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Damien Williams getting his jersey back from Raheem Mostert

The Chiefs running back made it a point to swap jersseys with his old friend after the Super Bowl — and now he’s getting it back.

Super Bowl LIV - San Francisco 49ers v Kansas City Chiefs Photo by Kevin C. Cox/Getty Images

While the confetti fluttered to the field after the final gun in Super Bowl LIV, Kansas City Chiefs running back Damien Williams had something he wanted to make sure and do: find San Francisco 49ers running back Raheem Mostert before he left the field with his teammates after the Chiefs’ 31-20 victory.

The two players — both of whom entered the league as undrafted free agents and have faced uphill climbs to become NFL contributors — were both members of the Miami Dolphins for a brief period in 2015, and have remained friends since then.

Williams caught up with Mostert in the tunnel leading from the field and embraced his friend.

“We came a long way,” he told Mostert. “You hear me? I love you, dog.”

The men exchanged jerseys and embraced again.

“Don’t let this be the end of our journey,” said Williams. “We dogs. That’s what we do,” replied Mostert.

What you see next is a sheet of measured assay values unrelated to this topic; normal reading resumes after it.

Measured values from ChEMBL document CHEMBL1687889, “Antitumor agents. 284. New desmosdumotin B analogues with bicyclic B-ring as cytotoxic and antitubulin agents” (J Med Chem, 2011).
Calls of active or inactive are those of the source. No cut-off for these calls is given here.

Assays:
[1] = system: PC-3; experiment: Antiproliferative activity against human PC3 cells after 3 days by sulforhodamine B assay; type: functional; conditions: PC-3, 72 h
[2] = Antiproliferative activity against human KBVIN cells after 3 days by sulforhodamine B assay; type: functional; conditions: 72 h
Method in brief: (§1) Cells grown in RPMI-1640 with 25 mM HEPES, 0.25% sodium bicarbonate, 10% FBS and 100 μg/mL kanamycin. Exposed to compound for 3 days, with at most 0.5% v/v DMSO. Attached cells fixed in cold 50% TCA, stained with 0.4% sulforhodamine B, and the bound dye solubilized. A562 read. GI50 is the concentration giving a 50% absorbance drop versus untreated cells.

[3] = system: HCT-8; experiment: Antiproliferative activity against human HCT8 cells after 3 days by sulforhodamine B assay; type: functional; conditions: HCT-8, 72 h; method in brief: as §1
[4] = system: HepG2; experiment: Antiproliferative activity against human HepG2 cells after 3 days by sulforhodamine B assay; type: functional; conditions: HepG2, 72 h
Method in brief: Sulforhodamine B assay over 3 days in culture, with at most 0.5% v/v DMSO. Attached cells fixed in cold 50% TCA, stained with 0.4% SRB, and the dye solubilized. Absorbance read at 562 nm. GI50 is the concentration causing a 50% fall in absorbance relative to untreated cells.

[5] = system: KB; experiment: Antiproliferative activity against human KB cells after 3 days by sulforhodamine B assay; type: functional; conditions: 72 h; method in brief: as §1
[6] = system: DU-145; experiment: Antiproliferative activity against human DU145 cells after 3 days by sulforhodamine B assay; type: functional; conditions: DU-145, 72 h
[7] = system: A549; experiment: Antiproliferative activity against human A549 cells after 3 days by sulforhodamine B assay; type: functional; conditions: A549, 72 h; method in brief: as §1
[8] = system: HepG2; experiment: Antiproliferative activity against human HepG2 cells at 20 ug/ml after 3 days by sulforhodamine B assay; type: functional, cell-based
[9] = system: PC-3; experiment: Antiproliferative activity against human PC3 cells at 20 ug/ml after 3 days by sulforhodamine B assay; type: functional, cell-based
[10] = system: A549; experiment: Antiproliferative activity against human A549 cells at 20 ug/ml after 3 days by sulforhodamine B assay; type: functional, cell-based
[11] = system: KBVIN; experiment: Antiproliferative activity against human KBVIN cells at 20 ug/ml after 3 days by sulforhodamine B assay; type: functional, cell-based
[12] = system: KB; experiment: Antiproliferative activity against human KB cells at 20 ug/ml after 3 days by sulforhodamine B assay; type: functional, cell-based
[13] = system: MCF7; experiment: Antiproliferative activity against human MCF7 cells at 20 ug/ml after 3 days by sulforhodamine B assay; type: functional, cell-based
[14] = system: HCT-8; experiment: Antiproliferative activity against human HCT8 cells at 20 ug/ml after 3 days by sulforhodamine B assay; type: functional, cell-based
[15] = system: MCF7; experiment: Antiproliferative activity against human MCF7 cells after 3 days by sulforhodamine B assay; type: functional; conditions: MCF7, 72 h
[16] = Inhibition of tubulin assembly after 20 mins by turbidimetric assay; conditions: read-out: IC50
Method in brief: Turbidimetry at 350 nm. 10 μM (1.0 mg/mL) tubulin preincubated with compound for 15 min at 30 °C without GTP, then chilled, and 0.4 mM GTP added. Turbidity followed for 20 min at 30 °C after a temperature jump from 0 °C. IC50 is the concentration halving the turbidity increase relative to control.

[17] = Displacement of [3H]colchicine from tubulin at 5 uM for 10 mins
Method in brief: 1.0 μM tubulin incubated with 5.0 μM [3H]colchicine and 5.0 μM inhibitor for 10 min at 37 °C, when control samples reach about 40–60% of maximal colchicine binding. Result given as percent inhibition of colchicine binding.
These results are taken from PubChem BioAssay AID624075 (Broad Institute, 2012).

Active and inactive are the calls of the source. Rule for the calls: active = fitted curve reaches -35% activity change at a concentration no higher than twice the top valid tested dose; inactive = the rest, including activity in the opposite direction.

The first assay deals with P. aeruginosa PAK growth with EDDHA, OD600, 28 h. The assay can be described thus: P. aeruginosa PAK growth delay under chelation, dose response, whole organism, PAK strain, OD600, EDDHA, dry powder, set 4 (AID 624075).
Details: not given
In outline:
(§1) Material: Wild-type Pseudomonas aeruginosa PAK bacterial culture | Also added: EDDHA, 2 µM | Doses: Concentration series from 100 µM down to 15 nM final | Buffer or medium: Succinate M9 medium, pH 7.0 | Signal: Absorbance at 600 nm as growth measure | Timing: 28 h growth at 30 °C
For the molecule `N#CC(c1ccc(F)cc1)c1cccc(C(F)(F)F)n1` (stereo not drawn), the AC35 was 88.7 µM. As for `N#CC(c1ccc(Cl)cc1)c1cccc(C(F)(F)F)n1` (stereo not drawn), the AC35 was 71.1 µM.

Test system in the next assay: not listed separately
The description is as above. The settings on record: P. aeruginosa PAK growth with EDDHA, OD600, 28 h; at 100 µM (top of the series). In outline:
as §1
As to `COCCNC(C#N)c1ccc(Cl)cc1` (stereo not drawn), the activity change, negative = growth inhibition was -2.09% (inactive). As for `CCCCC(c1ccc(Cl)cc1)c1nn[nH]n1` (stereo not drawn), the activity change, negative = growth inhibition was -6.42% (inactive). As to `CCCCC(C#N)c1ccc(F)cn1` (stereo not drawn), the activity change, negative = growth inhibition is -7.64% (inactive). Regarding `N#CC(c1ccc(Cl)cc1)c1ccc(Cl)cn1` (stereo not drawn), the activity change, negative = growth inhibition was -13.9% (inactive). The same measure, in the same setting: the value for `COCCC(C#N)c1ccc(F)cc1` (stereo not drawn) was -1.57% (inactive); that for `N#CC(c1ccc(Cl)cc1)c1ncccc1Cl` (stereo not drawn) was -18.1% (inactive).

But since NFL Films had caught the moment on camera — making it public knowledge — Williams was asked about it when he appeared on Jimmy Kimmel Live the night after the Super Bowl. Kimmel pointed out that Mostert had gotten the better end of the deal, saying that Williams’ jersey “is worth a lot more than the jersey he gave you” — apparently a reference to Williams’ record-setting performance in the game, when he became the first player in Super Bowl history to gain 100 yards rushing and score both a rushing and receiving touchdown.

“That’s funny you say that,” replied Williams, “because my mom was like, ‘Where’s your jersey at?’”

Mostert didn’t need further any prompting, announcing on Twitter that he wanted to return it to Williams — joking that he’d “contemplated putting this on eBay.”

This story should remind us that NFL players often build bonds among themselves that extend beyond the boundaries of their locker rooms — bonds that don’t necessarily break when they find themselves competing against each other on the biggest stages.